The circumstances that made Goodyear Ballpark possible are similar to those that built Camelback Ranch. Both opened in 2009. Both are two-team facilities involving recent Grapefruit League exiles. And both are on the West Valley outskirts, where nothing is tall and the desert is endless. That’s where the similarities end.
Goodyear’s design is contemporary and unlike Camelback, doesn’t seek to be at one with the desert. Nor is Goodyear’s complex as prettily integrated as Camelback’s, with the separate team facilities two large blocks away from the ballpark. Much of the area immediately surrounding the ballpark is undeveloped, but could be built up when the economy is good enough to pull the trigger. Perhaps that’s what came with the much lower price tag of $108 million, $50 million less than Camelback Ranch. If Camelback tries for authentic Sonoran desert feel, Goodyear tries to be more authentically Arizonan, with human input making its own mark. Not far beyond the complex to the east is the Phoenix Goodyear airport, home to an impressive aircraft boneyard. Camelback likes to be referred to as a campus, not a complex. Goodyear has no qualms about being the latter.
Other than the green grass and seats, the prevailing color scheme at Goodyear is gray and a dark, rust red. This makes sense because both Cleveland and Cincinnati have red in their uniforms, but darker to avoid any direct association. I entered from the the first base side instead of home plate, where a lengthy gate entrance aligned with the team store leads to the single concourse. One unique element of this ballpark is that the press/suite level is some 20 feet or more above the concourse, give the whole place a much more airy feel than many other Cactus League parks. It also isn’t very extensive, making the concourse even more open. The downside is that the press level looks rather disjointed and not unified. There’s a lot of unpainted steel used here, giving the place an industrial chic look. I would say that it works, except that everything’s so scaled down here that it almost disappears. That really just leaves the baseball game being played, which I suppose is just fine for most fans. It would’ve been cool to orient the field southeast so that the boneyard would be in view, but considering Camelback’s problems with that orientation and sun/shade, the traditional arrangement is probably for the best.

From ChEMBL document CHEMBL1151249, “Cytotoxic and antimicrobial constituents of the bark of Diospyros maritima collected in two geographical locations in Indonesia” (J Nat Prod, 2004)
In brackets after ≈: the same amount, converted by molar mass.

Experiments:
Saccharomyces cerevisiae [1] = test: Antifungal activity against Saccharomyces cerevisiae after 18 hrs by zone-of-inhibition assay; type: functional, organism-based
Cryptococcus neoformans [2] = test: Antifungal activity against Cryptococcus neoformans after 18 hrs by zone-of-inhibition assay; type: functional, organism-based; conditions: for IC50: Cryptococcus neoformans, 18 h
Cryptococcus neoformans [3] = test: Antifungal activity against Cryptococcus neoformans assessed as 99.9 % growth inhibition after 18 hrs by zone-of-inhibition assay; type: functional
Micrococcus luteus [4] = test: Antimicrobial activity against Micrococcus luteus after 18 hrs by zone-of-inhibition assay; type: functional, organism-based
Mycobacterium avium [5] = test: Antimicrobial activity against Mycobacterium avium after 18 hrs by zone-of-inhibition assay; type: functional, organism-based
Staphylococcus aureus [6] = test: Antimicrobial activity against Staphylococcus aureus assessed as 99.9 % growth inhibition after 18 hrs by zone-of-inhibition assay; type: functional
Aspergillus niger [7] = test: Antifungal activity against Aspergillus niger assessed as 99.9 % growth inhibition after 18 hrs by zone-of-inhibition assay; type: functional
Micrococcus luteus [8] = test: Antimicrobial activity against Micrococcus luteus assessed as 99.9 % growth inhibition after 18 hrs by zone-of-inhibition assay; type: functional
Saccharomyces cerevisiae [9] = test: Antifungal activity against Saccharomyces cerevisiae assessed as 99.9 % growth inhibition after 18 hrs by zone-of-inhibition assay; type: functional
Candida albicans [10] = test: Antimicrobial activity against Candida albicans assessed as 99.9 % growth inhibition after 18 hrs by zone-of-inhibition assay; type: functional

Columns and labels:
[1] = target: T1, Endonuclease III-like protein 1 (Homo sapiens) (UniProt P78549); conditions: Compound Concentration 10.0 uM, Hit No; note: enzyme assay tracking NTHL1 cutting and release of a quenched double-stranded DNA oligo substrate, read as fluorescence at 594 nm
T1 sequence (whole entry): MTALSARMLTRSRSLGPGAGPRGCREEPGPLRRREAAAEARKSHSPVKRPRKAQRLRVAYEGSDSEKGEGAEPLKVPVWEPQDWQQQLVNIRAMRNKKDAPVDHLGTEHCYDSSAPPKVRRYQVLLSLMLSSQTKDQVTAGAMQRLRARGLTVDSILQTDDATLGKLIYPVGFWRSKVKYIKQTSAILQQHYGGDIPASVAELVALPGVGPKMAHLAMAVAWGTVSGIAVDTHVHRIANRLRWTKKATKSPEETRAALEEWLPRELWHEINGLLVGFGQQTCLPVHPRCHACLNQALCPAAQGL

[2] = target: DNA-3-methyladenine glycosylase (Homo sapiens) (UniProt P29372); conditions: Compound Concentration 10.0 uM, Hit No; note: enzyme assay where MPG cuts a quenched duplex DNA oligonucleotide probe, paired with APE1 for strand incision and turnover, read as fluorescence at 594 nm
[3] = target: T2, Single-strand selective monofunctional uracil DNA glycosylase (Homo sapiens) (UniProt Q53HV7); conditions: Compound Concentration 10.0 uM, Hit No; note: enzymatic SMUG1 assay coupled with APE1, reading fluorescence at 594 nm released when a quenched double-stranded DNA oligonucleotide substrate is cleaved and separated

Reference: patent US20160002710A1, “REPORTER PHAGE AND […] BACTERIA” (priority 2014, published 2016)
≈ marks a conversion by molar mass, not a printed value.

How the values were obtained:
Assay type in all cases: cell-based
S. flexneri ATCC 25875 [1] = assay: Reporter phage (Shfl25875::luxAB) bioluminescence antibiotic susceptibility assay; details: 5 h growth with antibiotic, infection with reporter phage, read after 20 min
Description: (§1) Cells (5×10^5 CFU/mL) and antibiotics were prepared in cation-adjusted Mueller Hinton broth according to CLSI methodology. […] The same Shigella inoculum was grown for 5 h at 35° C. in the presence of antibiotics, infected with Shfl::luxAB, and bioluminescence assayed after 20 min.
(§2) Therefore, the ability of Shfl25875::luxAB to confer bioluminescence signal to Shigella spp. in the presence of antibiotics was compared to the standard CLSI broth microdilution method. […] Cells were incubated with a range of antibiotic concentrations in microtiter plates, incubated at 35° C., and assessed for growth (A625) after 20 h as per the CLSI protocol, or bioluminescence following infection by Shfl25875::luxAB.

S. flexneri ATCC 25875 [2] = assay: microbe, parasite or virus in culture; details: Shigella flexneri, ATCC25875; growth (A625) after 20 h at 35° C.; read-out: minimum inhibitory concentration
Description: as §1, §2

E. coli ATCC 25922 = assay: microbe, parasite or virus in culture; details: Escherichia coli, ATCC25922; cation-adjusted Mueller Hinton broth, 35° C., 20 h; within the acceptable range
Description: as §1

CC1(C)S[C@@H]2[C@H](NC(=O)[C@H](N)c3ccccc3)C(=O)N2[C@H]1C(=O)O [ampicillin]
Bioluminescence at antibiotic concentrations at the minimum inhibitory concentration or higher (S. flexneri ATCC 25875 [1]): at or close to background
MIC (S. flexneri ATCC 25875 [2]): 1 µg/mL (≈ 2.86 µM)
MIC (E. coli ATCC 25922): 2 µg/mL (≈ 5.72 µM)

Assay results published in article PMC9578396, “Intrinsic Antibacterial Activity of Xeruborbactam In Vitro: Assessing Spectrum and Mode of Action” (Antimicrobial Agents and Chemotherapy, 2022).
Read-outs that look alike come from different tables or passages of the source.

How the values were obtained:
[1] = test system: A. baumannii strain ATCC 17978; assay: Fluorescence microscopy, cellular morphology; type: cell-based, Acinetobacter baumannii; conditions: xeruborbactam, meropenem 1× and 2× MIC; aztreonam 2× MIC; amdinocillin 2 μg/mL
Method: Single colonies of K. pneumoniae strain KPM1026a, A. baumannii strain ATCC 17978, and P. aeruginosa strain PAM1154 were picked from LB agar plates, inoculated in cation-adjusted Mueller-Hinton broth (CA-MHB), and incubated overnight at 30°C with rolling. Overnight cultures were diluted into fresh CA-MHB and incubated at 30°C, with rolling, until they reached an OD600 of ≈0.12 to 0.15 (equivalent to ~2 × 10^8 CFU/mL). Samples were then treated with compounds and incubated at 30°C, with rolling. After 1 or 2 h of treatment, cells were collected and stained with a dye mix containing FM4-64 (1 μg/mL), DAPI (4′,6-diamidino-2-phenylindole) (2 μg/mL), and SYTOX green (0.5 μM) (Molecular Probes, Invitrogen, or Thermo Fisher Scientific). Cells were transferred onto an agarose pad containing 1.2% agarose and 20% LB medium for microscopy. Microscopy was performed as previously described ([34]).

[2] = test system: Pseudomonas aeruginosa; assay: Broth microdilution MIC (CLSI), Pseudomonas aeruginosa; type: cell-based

Besides the outfield lawn seating, there are huge flat lawn areas on either side, great for games of catch. Then the concourse abruptly meets its outer limit. Beyond the steel fences are plain dirt with no landscaping. I went to a night game, where the lacking view was saved by some clouds providing a great sunset and moonrise. It reminded me of West Texas.
At some point other stuff will come in to surround Goodyear Ballpark. For now it’s a rather lonely place, in and out. I didn’t see any distinctive food or beer options. If you’re a Reds or Indians fan coming in the morning to watch workouts, it’ll do fine. Other than that, Goodyear is a pretty ho-hum ballpark. The good thing is that there is room for improvement.
When considering the history of the Cactus League, it’s helpful to group the various ballparks into different eras. The classic era included Phoenix Municipal and Tempe Diablo Stadium, both dating back to the 50′s and 60′s. Inactive parks like Tucson’s Hi Corbett Field and Yuma’s Desert Sun Stadium are in this group, as well as the original Scottsdale Stadium, which hosted the A’s long ago. The first iteration of HoHoKam came in the late 70′s, followed by nothing until the 90′s. Then the new wave of ballparks was built, including the new Scottsdale, Maryvale, and Peoria parks plus Tucson Electric Park (no longer used). The latest wave includes Camelback, Goodyear, Salt River Fields, and Cubs Park.